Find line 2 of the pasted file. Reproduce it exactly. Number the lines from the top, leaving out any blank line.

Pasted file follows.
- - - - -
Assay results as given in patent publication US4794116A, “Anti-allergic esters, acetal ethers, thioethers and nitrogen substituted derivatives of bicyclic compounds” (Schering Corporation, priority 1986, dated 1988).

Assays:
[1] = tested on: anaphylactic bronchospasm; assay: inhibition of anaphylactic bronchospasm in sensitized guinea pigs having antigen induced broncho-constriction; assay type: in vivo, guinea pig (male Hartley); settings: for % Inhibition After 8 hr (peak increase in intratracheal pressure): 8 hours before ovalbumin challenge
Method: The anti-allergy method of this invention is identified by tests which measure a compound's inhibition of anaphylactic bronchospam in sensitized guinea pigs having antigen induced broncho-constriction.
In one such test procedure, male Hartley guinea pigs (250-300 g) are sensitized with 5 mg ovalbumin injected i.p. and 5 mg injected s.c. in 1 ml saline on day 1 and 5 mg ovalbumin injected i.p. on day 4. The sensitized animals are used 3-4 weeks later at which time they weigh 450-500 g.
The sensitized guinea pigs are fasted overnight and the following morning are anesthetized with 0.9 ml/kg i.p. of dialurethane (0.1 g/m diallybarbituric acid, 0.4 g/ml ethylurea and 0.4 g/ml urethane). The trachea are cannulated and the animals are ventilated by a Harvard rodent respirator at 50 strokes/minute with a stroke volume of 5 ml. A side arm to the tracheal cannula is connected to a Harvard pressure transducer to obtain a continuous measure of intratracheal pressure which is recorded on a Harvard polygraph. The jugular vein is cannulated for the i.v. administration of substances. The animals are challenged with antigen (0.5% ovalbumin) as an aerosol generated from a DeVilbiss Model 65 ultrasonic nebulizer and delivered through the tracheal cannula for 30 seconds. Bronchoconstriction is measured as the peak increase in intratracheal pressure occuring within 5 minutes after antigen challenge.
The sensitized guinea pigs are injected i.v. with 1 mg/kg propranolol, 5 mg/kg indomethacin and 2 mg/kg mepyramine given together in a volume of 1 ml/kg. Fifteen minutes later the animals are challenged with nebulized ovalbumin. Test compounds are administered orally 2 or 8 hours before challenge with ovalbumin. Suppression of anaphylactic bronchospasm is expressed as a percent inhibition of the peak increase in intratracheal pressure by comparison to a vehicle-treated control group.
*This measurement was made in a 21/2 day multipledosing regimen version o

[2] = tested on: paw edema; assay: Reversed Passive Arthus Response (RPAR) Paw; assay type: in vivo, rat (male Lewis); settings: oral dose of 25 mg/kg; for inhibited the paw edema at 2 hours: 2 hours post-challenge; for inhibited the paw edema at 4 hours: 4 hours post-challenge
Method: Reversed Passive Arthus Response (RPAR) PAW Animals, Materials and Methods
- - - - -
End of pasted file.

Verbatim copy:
Assays: